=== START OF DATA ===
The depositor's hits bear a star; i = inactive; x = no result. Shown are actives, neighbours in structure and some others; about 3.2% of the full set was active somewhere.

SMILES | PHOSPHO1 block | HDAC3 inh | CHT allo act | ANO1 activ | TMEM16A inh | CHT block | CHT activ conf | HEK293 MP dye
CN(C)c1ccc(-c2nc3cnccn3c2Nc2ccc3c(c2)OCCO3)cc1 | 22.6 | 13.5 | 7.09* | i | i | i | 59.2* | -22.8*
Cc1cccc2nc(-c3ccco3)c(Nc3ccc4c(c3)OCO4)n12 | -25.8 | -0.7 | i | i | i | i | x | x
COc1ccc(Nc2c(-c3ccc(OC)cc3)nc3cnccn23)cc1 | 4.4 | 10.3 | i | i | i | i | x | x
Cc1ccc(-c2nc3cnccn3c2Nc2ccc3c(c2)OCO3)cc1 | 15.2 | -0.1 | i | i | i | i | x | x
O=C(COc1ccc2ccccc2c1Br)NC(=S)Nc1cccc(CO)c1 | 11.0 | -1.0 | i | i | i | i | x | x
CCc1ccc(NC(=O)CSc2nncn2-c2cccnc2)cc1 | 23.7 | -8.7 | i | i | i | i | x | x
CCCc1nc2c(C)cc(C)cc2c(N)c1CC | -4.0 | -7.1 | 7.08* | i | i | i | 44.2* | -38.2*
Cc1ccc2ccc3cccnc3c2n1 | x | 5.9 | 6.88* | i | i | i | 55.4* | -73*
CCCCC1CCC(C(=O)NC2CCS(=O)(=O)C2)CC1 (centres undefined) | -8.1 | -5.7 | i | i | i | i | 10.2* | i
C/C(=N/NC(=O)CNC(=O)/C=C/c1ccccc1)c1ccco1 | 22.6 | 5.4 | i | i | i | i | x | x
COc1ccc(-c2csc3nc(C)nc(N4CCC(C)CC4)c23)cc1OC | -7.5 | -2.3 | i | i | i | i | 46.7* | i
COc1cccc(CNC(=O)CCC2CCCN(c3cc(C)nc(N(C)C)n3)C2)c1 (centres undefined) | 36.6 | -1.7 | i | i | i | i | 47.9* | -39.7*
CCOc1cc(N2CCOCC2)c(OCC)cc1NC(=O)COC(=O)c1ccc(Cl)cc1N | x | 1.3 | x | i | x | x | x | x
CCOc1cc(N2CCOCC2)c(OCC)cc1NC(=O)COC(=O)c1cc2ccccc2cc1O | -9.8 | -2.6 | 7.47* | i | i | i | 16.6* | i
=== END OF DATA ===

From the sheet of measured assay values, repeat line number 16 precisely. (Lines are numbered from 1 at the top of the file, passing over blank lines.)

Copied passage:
CCOc1cc(N2CCOCC2)c(OCC)cc1NC(=O)COC(=O)c1cc2ccccc2cc1O | -9.8 | -2.6 | 7.47* | i | i | i | 16.6* | i